A week before Germany, France and the UK warned of Iran breaching the nuclear deal, the US threatened to impose 25% customs tariffs on European cars unless the said countries triggered the dispute mechanism over Iran’s violations of the agreement.
Originally published in The Washington Post, the story was recently corroborated in a press conference in London by the German minister of defence, Annegret Kramp-Karrenbauer. Thus, Washington has resorted to extortion tactics by conflating trade policy with foreign policy and coercing the European Union into adhering to US foreign policy.
Because the EU has a common trade policy, even if the US wanted to tax only, say, German cars, it has to do so for the whole of the EU. For example, if Estonia manufactured and exported cars to the US, it would also have to be prepared for 25% US tariffs.
Washington’s threat (which European countries would have complied with anyway) poses many fundamental questions. First, the Iran crisis can hardly be considered over. While the prospect of military confrontation might have receded, activity in diplomatic circles has conversely intensified.
Boris Johnson, who won last month’s UK general election and will lead the country out of the EU on 31 January, is counting on Britain’s special relationship with the US. But in the context of Iran, the special relationship might not have much of an effect. British automobiles were also subject to the threat by the US. An additional question is how the whole mechanism of the Iran deal will work once Brexit has taken place: the US on one side, the EU on the other, and the UK on the third? However, in the future, London will be facing Washington on its own and the first warning bell has gone off in the form of the tariffs on cars.
If the US extortion tactics continue—and why should they not?—the question of the EU’s common foreign and security policy will naturally arise. After all, the EU deemed the Iran nuclear deal a success story for the common policy. But the question is also this: if the EU has to adhere to US foreign policy, how can it prove the contrary to a number of its partners—that it is, in fact, not on Washington’s leash? It’s as clear as day that people will start bypassing Brussels and the capitals of the EU’s biggest member countries. Why call Brussels when one can call Washington directly?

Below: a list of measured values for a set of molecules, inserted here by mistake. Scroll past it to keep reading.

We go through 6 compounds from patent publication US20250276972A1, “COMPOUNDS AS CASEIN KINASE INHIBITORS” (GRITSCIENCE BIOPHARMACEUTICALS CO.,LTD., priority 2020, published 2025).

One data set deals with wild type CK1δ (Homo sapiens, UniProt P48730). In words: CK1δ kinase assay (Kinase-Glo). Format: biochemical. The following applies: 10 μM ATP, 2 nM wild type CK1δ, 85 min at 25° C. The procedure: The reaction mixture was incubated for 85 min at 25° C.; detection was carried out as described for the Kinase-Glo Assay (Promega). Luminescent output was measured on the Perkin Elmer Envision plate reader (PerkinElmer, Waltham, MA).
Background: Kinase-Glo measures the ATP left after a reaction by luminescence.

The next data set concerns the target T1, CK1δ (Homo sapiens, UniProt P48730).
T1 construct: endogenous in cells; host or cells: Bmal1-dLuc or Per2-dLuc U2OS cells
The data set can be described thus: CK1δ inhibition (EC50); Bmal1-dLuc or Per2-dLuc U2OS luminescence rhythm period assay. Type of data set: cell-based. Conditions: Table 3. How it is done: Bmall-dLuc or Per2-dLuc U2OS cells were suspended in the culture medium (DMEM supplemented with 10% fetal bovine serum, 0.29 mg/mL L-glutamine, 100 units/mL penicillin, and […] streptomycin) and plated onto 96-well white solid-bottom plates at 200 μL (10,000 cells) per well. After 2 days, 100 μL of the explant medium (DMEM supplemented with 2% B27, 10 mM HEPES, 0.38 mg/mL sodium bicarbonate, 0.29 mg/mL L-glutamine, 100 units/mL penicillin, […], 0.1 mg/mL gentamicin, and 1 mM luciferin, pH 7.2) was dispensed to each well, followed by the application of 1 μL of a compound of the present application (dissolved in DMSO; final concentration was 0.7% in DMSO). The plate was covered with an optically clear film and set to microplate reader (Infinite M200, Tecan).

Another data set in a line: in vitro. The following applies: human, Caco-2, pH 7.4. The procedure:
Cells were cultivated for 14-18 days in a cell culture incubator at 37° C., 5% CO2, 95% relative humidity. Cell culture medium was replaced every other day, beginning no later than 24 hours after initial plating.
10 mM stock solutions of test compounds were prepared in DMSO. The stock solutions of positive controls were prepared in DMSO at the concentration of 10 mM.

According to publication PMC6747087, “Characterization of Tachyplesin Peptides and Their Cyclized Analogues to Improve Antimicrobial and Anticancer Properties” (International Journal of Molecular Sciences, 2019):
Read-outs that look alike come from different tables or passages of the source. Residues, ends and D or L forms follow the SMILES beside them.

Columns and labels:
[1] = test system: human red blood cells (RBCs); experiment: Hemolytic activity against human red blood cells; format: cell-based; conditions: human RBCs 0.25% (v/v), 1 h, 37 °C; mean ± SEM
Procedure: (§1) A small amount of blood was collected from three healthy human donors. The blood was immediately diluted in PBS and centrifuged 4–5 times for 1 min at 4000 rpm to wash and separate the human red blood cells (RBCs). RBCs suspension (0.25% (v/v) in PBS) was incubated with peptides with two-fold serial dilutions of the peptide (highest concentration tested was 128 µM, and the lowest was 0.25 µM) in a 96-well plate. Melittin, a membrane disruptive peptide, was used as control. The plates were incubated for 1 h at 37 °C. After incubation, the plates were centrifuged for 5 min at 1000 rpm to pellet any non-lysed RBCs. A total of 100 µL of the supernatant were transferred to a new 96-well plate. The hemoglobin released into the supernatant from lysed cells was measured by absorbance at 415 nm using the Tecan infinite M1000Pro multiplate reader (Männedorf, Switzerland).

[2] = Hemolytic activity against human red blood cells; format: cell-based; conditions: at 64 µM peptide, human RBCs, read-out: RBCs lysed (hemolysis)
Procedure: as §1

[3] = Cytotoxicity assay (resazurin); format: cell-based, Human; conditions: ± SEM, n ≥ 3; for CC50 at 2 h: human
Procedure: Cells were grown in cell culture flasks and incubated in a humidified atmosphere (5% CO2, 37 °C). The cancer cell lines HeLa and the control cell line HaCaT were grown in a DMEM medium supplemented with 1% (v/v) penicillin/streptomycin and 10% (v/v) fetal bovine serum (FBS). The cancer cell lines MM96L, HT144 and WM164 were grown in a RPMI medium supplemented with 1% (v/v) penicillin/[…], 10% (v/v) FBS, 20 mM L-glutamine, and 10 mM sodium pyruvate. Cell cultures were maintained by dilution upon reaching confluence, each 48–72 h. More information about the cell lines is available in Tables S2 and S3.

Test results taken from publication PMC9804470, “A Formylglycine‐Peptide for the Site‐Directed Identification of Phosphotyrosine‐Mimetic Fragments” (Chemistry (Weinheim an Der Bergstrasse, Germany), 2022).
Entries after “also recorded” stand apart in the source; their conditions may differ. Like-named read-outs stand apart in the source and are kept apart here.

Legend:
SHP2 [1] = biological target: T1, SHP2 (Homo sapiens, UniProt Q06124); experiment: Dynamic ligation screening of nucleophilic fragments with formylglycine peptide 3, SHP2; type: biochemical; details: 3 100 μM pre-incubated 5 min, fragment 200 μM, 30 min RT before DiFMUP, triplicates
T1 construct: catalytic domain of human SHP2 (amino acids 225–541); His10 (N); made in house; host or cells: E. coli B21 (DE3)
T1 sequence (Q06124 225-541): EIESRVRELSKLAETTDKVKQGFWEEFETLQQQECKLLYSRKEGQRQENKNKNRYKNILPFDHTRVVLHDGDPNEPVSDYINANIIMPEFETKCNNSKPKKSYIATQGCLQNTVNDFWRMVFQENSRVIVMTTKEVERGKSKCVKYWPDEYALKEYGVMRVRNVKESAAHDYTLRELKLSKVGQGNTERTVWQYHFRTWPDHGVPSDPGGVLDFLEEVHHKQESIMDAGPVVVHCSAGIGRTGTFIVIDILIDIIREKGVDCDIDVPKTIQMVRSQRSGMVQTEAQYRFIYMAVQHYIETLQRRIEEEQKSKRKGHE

Finally, of course, Estonia. Our experience of the Iraq War in 2003 was negative, for we had to choose between the US and Europe. The bad blood Estonia’s choice caused among some European allies probably goes without saying. We can hope that the gap has been bridged, but if the US continues to mix trade policy and foreign policy, Estonia’s position between the two giants will become ever more precarious. “An added bonus” is Estonia’s non-permanent membership of the UN Security Council, which makes our decisions even more visible.
As of now, it might be said—partly in jest—that it’s a good thing Estonia doesn’t have an automobile industry. Imagine a situation in which the auto industry lobby rushes to the prime minister to say that concessions need to be made to the US. But it’s very likely that people will rush to the prime minister in quite a few other member countries. Hence the conclusion that the tightening of US foreign policy is internally dividing EU member countries. There are those who wish to pursue values-based policy, but also those who think more about people’s income. A similar divide exists within the EU: there are those who want to walk the same path as the US and those who really don’t.
This article originally appeared (in Estonian) in Postimees.